First Nations historical herring harvest offers “deep time perspective” to modern managers, SFU study says

SFU archaeologists
Iain McKechnie and Dana Lepofsky examine ancient herring fish bones that tell the story about how gigantic herring fisheries were for thousands of years in the Pacific Northwest. (SFU)

The herring, now dwindling on on the Pacific Coast, was once “superabundant” from Washington State through British Columbia to Alaska and that is a warning for the future, a new study says.

A team of scientists lead by Simon Fraser University argue that the archaeological record on the Pacific Coast offers a “deep time perspective” going back ten thousand years that can be a guide for future management of the herring and other fish species.

An archaeological study looked at 171 First Nations’ sites from Washington to Alaska and recovered and analyzed 435,777 fish bones from various species.

Herring bones were the most abundant and dating shows that herring abundance can be traced from about 10,700 years ago to about the mid-nineteenth century with the arrival of Europeans and the adoption of industrial harvesting methods by both settlers and some First Nations.

That means herring were perhaps the greatest food source for First Nations for ten thousand years surpassing the “iconic salmon.” Herring bones were the most frequent at 56 per cent of the sites surveyed and made up for 49 per cent of the bones at sites overall.

The study was published online Monday, February 17, 2014, in Proceedings of the National Academy of Sciences (PNAS). Simon Fraser University researchers Iain McKechnie, Dana Lepofsky and Ken Lertzman, and scientists in Ontario, Alberta and the United States are its co-authors.

The study is one of many initiatives of the SFU-based Herring School, a group of researchers that investigates the cultural and ecological importance of herring.

“By compiling the largest data set of archaeological fish bones in the Pacific Northwest Coast, we demonstrate the value of using such data to establish an ecological baseline for modern fisheries,” says Iain McKechnie. The SFU archaeology postdoctoral fellow is the study’s lead author and a recent University of British Columbia graduate.

Co-author and SFU archaeology professor Dana Lepofsky states: “Our archaeological findings fit well with what First Nations have been telling us. Herring have always played a central role in the social and economic lives of coastal communities. Archaeology, combined with oral traditions, is a powerful tool for understanding coastal ecology prior to industrial development.”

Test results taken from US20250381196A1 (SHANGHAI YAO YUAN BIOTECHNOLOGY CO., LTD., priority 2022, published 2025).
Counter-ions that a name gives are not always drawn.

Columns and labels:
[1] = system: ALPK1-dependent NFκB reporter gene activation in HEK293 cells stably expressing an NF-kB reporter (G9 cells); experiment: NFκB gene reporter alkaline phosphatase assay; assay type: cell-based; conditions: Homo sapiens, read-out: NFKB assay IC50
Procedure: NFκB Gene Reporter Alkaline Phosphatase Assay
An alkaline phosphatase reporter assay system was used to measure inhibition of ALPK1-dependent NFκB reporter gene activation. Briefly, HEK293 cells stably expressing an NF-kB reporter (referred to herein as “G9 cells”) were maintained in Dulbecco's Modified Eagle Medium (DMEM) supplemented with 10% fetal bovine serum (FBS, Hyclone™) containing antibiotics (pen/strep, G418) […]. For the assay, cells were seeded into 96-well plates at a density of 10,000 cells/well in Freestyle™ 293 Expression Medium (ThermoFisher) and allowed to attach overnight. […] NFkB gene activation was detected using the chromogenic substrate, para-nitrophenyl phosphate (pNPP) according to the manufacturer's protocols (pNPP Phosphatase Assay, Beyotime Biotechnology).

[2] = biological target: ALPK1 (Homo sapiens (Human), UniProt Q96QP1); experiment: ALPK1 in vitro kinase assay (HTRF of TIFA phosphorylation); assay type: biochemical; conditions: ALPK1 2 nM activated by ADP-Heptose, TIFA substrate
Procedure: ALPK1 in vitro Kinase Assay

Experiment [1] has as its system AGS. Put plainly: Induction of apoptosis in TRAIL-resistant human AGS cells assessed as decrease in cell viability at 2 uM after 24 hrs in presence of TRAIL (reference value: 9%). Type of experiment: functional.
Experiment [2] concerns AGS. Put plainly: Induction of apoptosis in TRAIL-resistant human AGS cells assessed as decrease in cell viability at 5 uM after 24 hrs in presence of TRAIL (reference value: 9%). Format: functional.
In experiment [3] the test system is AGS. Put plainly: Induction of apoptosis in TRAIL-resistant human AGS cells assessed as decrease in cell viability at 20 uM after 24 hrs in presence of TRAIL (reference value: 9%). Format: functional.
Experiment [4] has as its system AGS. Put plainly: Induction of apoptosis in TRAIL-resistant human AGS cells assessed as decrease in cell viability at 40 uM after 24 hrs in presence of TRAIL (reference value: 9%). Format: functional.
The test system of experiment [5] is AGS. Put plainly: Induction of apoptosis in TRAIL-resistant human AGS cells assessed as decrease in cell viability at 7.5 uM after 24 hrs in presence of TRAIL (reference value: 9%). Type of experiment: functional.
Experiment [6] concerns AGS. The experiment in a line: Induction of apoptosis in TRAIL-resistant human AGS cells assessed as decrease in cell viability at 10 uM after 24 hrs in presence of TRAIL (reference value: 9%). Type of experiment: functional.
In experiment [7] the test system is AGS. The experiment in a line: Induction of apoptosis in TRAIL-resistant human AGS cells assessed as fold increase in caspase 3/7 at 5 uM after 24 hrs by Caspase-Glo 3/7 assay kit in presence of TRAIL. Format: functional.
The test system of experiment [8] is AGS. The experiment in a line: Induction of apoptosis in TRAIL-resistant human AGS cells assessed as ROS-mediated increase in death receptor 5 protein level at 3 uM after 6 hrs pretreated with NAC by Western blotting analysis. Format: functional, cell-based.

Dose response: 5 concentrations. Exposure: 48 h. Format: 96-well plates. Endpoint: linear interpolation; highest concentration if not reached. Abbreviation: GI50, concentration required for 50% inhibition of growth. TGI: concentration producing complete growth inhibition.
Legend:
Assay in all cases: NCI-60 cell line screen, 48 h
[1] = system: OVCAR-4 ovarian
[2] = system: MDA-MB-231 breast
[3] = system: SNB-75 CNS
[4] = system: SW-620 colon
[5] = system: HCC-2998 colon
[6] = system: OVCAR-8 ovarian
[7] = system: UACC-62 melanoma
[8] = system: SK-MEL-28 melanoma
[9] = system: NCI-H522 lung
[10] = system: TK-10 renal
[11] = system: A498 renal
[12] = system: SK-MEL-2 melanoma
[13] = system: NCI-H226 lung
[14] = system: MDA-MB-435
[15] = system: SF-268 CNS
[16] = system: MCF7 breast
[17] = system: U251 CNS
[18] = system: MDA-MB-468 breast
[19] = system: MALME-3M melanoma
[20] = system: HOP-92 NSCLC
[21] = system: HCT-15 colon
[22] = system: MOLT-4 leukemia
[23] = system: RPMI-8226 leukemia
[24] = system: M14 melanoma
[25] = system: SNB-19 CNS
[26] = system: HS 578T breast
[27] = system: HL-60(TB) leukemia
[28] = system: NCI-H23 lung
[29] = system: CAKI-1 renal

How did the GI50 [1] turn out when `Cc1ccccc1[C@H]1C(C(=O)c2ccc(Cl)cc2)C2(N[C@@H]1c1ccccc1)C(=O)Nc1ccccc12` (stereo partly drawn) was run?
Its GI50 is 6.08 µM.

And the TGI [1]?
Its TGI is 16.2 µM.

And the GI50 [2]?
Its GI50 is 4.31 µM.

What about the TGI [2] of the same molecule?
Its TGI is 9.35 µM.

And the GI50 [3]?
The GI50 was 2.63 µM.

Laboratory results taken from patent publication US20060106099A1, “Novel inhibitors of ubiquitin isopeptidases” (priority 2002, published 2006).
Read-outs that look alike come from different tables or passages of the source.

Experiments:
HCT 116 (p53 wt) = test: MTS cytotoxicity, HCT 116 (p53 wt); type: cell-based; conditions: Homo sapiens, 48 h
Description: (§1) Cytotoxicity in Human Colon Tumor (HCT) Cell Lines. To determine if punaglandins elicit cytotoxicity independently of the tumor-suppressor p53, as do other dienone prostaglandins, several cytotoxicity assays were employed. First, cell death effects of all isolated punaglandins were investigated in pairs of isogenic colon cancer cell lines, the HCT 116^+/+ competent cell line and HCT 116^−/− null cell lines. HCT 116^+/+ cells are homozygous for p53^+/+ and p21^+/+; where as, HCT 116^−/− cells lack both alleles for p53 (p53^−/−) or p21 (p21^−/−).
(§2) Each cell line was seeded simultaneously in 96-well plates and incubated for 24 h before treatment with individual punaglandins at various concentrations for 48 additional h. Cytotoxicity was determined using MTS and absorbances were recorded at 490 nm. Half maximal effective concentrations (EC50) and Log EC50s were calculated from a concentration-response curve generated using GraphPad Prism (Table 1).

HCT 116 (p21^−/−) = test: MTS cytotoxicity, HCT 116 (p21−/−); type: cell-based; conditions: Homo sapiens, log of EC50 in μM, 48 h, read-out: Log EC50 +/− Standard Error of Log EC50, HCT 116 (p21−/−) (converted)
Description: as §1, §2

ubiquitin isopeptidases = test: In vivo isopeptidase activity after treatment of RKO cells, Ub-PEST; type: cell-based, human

The researchers drew from their ancient data-catch concrete evidence that long-ago herring populations were consistently abundant and widespread for thousands of years. This contrasts dramatically with today’s dwindling and erratic herring numbers.

“This kind of ecological baseline extends into the past well beyond the era of industrial fisheries. It is critical for understanding the ecological and cultural basis of coastal fisheries and designing sustainable management systems today,” says Ken Lertzman, another SFU co-author. The SFU School of Resource and Environmental Management professor directs the Hakai Network for Coastal People, Ecosystems and Management.

Map of First Nations sites with fish bones
Map of First Nations’ archaeological sites with high numbers of fish bones. Herring is abundant in sites throughout the Strait of Georgia. In 71% of sites, herring makes up at least 20 per cent of the bones found at the site. (SFU/PNAS)

Heiltsuk tradition

The paper says that the abundance of herring is additionally mirrored in First Nations’ place
names and origin narratives. They give the example of the 2,400-y-old site at Nulu where herring
made up about 85 per cent of the fish found in local middens. In Heiltsuk oral tradition, it is Nulu where Raven first found herring. Another site, 25 kilometres away at the Koeye River, has only has about 10 per cent herring remains and is not associated with herring in Heiltsuk tradition.

(In an e-mail to Northwest Coast Energy News, McKechnie said “there is a paucity of archaeological data from Kitimat and Douglas Channel. There is considerable data from around Prince Rupert, the Dundas Islands and on the central coast Namu/Bella Bella/ Rivers Inlet area and in southern Haida Gwaii.”)